> sdrop :: (Ord n, Num n) => n -> FR a -> FR a
> sdrop n l = FR(\f z ->
> unFR l (\e r n -> if n <= 0 then f e (r n) else r (n-1)) (const z) n)
> test5 = sdrop 20 stream1
> test5' = sdrop 5 stream1
> test5'' = stake 5 $ sdrop 11 stream2
The function dropWhile becomes straightforward
> sdropWhile :: (a -> Bool) -> FR a -> FR a
> sdropWhile p l = FR(\f z ->
> unFR l (\e r done ->
> if done then f e (r done)
> else if p e then r done else f e (r True)) (const z) False)
> test6 = sdropWhile (< 'z') stream1
> test6' = sdropWhile (< 'd') stream1
> test6'' = stake 5 $ sdropWhile (< 10) stream2
The zip function is the most complex.
Here we need a recursive type: an iso-recursive type to emulate the
equi-recursive one.
> newtype RecFR a ans = RecFR (a -> (RecFR a ans -> ans) -> ans)
> unRecFR (RecFR x) = x
This is still a newtype: there is no extra consing.
I will not pretend that the following is the most perspicuous piece of code:
*> szip :: FR a1 -> FR a2 -> FR (a1,a2)
*> szip l1 l2 = FR(\f z ->
*> let l1' = unFR l1 (\e r x -> unRecFR x e r) (\r -> z)
*> l2' = unFR l2 (\e2 r2 e1 r1 -> f (e1,e2) (r1 (RecFR r2))) (\e r-> z)
*> in l1' (RecFR l2'))
It can be simplified to the following:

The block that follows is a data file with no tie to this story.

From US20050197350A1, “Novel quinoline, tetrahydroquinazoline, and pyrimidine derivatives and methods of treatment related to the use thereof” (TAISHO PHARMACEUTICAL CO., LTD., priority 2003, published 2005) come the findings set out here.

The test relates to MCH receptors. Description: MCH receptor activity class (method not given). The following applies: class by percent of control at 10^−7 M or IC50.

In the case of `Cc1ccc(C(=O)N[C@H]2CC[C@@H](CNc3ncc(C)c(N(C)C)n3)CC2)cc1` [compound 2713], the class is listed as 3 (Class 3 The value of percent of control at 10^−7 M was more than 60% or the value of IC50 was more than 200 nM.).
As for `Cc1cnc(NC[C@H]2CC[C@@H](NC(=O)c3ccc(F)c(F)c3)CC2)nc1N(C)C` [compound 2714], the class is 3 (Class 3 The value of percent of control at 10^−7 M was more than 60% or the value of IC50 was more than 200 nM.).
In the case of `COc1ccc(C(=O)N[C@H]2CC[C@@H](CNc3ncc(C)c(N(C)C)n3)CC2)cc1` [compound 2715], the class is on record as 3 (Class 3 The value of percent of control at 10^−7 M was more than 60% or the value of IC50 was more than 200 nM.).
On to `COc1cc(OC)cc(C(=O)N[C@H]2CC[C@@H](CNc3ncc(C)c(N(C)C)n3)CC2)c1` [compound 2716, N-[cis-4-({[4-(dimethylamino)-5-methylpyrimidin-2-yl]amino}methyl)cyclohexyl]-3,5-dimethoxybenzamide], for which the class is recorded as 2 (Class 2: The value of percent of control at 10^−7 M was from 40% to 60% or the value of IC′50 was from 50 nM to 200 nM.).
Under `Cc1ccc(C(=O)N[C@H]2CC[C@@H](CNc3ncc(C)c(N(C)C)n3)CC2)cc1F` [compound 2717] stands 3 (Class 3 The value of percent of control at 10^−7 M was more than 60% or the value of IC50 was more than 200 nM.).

> szipWith :: (a->b->c) -> FR a -> FR b -> FR c
> szipWith t l1 l2 = FR(\f z ->
> unFR l1 (\e r x -> unRecFR x e r) (\x -> z)
> (RecFR $
> unFR l2 (\e2 r2 e1 r1 -> f (t e1 e2) (r1 (RecFR r2))) (\e r -> z)))
>
> szip :: FR a -> FR b -> FR (a,b)
> szip = szipWith (,)
One can easily prove that this function does correspond to zip for all
finite streams. The proof for infinite streams requires more
elaboration.
> test81 = szip stream1 stream1
> test82 = szip stream1 stream2
> test83 = szip stream2 stream1
> test84 = stake 5 $ szip stream2 (sdrop 10 stream2)
As one may expect (or not), these tests give the right results
*Folds> test83
[(1,'a'),(2,'b'),(3,'c'),(4,'d'),(5,'e'),(6,'f'),(7,'g'),(8,'h'),(9,'i')]
*Folds> test84
[(1,11),(2,12),(3,13),(4,14),(5,15)]
More information about the Haskell
mailing list